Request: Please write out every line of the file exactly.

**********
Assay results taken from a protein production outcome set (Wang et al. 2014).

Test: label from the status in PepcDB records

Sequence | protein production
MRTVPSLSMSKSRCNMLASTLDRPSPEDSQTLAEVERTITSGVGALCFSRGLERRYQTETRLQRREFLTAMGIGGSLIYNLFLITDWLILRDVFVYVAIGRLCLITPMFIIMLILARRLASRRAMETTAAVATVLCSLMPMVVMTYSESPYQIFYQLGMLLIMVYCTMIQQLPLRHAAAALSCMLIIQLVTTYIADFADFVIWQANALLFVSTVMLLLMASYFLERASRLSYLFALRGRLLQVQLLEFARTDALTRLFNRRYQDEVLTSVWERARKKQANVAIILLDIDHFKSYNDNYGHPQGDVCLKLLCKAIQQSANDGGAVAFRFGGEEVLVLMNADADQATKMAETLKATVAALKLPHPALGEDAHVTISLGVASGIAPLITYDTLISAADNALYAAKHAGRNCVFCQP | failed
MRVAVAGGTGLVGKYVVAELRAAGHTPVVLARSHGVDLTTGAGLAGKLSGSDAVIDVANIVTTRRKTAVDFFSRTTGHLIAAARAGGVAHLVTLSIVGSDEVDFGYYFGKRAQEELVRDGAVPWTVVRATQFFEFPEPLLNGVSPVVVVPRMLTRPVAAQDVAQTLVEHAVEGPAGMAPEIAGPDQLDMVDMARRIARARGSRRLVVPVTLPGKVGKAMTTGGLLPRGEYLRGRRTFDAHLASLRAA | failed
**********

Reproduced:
Assay results taken from a protein production outcome set (Wang et al. 2014).

Test: label from the status in PepcDB records

Sequence | protein production
MRTVPSLSMSKSRCNMLASTLDRPSPEDSQTLAEVERTITSGVGALCFSRGLERRYQTETRLQRREFLTAMGIGGSLIYNLFLITDWLILRDVFVYVAIGRLCLITPMFIIMLILARRLASRRAMETTAAVATVLCSLMPMVVMTYSESPYQIFYQLGMLLIMVYCTMIQQLPLRHAAAALSCMLIIQLVTTYIADFADFVIWQANALLFVSTVMLLLMASYFLERASRLSYLFALRGRLLQVQLLEFARTDALTRLFNRRYQDEVLTSVWERARKKQANVAIILLDIDHFKSYNDNYGHPQGDVCLKLLCKAIQQSANDGGAVAFRFGGEEVLVLMNADADQATKMAETLKATVAALKLPHPALGEDAHVTISLGVASGIAPLITYDTLISAADNALYAAKHAGRNCVFCQP | failed
MRVAVAGGTGLVGKYVVAELRAAGHTPVVLARSHGVDLTTGAGLAGKLSGSDAVIDVANIVTTRRKTAVDFFSRTTGHLIAAARAGGVAHLVTLSIVGSDEVDFGYYFGKRAQEELVRDGAVPWTVVRATQFFEFPEPLLNGVSPVVVVPRMLTRPVAAQDVAQTLVEHAVEGPAGMAPEIAGPDQLDMVDMARRIARARGSRRLVVPVTLPGKVGKAMTTGGLLPRGEYLRGRRTFDAHLASLRAA | failed